Track and trigger - can improved patient monitoring reduce cardiac arrests in hospitals?
By:London School of Hygiene & Tropical Medicine https://lshtm.ac.uk/themes/custom/lshtm/images/lshtm-logo-black.png
Tuesday 29 January 2019
Mrs Brown, a 50 year old woman attended her local A&E with flu-like symptoms and fever. Following some simple investigations she was discharged home with a diagnosis of viral illness. As the symptoms continued she re-presented 48 hours later and this time her blood tests showed evidence of a bacterial infection. Delays in instigating antibiotic and fluid treatment culminated in a cardiac arrest on the ward eight hours later and subsequent death from sepsis related to a perforated appendix.
Could her death have been avoided?
Resuscitation teams are called to around 20,000 cardiac arrests in hospitals across England each year of whom 15% will leave the hospital alive.
Like Mrs Brown, a substantial proportion will have shown signs of deterioration beforehand that were not acted on by staff. Up to one third of the 12 000 preventable deaths in hospitals each year in England are associated with failures of monitoring.
Improving timely assessment and response to deterioration is a priority for the NHS. The introduction of track-and-trigger systems (TTSs) to hospital wards over the past decade aim to help staff track a range of physiological observations to create scores which trigger requests for support.
Following concerns over the proliferation of different TTS, the Royal College of Physicians developed a standard version for the NHS, the National Early Warning Score (NEWS) which was introduced in 2012. The aim was to ensure familiarity across NHS acute hospitals and improve consistency in the assessment and response to acutely ill patients as staff move round the system.
Importantly, use of NEWS has been shown to improve the detection of people with sepsis, allowing the possibility of earlier treatment. Many hospitals are now using digital forms of the original paper tool. These have the added advantage of more accurate scoring and, in some cases, automatic messaging of the patient’s wider medical team when deterioration is detected, reducing delays in response further.
So far, evidence of the association between TTS, such as NEWS, and a reduction in hospital cardiac arrests has been inconsistent, but new research led by the London School of Hygiene & Tropical Medicine has provided important new insight.
Published in the journal HS&DR the research shows that NEWS is associated with reductions in cardiac arrest rates of 8% per year in hospitals. A similar sized benefit was found when hospitals changed from a paper to an electronic version of the tool.
This association highlights the benefits of ward staff recognising patient deterioration earlier and subsequent prompt action, including providing simple treatments such as oxygen therapy or asking for an outreach team assessment. It is likely that such reviews also provide an opportunity to consider if cardiopulmonary resuscitation (CPR) is in the best interests of the patient.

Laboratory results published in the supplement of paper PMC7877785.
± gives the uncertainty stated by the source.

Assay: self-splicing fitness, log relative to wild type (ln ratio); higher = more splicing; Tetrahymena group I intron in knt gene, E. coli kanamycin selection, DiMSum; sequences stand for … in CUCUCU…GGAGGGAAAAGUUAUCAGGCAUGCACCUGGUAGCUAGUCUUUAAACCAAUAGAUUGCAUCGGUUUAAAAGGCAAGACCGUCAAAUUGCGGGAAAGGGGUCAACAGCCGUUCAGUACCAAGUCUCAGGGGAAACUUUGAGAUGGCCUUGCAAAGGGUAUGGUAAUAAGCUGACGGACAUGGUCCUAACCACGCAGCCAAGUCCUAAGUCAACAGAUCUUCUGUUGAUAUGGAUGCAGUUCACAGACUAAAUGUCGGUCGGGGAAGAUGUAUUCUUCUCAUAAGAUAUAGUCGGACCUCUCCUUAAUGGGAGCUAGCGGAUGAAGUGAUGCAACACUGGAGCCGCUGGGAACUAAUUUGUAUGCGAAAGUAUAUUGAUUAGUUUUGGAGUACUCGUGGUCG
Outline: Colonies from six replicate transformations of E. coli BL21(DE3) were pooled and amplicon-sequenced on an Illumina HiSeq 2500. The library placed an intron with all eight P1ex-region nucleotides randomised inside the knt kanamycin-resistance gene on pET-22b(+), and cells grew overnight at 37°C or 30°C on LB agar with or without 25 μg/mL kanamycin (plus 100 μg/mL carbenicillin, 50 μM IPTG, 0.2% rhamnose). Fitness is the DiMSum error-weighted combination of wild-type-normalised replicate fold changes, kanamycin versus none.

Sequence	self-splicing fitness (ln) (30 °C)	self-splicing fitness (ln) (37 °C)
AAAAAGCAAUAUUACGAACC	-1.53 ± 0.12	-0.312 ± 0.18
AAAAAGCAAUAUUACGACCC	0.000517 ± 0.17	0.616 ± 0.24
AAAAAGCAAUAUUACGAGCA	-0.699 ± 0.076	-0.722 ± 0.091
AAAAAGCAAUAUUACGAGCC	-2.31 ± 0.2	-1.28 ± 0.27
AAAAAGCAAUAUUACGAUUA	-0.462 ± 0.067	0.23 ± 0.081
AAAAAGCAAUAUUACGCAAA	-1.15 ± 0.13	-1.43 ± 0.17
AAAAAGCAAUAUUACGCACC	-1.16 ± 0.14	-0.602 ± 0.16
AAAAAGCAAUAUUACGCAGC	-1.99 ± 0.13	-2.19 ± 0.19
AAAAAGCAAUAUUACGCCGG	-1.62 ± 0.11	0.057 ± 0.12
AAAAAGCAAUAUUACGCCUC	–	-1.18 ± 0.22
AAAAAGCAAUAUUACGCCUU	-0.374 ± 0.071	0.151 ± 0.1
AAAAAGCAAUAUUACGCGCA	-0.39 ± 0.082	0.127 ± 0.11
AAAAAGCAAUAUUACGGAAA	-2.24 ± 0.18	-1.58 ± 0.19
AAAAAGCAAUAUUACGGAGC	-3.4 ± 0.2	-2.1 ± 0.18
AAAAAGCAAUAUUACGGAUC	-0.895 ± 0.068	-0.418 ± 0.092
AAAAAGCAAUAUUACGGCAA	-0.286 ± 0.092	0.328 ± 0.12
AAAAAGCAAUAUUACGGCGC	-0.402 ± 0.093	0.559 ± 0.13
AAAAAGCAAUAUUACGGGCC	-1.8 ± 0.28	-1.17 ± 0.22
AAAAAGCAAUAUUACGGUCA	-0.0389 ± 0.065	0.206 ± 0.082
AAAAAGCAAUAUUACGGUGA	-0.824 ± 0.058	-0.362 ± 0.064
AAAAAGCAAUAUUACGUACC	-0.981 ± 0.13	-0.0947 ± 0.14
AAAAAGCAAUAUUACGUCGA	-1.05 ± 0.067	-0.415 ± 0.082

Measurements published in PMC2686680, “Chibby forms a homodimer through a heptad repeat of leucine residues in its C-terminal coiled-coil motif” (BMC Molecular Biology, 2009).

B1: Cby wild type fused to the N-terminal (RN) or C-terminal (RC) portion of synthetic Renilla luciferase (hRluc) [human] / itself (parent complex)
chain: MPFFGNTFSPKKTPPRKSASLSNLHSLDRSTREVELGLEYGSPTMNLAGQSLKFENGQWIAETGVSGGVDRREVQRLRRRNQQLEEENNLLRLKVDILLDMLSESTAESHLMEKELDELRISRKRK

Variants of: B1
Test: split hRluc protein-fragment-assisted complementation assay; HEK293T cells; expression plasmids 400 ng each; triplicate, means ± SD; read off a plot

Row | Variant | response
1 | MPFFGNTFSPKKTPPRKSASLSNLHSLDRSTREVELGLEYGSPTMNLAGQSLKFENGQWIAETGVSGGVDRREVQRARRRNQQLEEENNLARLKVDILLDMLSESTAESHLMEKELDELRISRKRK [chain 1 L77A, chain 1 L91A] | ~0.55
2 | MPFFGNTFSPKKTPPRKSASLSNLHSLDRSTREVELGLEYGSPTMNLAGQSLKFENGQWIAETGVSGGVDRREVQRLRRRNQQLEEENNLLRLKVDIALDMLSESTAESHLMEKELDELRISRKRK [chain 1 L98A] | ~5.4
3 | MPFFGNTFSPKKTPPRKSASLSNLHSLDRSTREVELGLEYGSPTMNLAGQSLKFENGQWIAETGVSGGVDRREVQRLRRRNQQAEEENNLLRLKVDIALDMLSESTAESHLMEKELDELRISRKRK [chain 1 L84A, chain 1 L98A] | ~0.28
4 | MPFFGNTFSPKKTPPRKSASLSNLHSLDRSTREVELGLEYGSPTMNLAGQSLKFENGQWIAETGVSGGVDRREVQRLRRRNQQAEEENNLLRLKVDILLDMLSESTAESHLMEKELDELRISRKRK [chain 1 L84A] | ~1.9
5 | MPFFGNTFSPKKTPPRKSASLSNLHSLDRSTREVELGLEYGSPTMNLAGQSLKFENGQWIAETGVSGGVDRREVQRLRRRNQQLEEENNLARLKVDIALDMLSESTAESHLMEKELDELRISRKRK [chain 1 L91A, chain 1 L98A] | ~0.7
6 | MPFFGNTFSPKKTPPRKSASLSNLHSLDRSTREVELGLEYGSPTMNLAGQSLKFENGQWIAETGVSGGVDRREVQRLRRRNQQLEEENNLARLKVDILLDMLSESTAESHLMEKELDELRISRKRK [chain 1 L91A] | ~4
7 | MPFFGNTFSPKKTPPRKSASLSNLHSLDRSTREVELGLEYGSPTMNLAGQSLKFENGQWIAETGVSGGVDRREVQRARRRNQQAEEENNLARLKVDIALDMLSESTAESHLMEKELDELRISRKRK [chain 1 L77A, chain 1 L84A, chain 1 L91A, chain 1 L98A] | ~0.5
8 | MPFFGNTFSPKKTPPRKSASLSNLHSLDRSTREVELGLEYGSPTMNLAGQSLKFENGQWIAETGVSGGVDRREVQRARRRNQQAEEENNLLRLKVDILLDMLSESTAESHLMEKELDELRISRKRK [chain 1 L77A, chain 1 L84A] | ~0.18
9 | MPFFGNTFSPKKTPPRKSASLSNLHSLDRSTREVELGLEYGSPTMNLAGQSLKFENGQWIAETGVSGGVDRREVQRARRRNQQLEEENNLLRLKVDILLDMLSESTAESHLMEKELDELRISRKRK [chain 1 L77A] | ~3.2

Important questions remain, including which elements of the TTS are most important in improving outcomes. This may be increased staff familiarity with a single tool, accurate score calculation or rapid automatic alerting. Such knowledge would help determine the degree of added value that electronic tools might bring to reducing patient harm associated with deterioration compared with paper-based TTSs.
Our findings do not provide a clear picture on the best configuration for responding to a TTS alert, specifically the value of having a mobile team of staff with critical care skills. However by ensuring it is prompt, standardised track-and-trigger systems such as NEWS seem be saving lives. The findings also represent another example of the benefits for patient safety of standardisation in key areas of clinical practice.
The new NHS Long Term Plan includes managing patients requiring urgent care over a wider range of healthcare settings, such as patients’ homes, and ensuring access to rapid assessment and diagnosis at the front door of hospitals to avoid unnecessary admissions. The availability of a robust tool that allows staff, no matter where they are in the system, to quickly identify which patients might be in need of critical care will be essential.
Further research is required to see if TTS’s such as NEWS could create further positive headlines across the wider healthcare system.
Hogan H, Hutchings A, Wulff J, Carver C, Holdsworth E, Welch J, Harrison D and Black N. Interventions to reduce mortality from in-hospital cardiac arrest: a mixed-methods study. HS&DR Journal. DOI: 10.3310/HSDR07020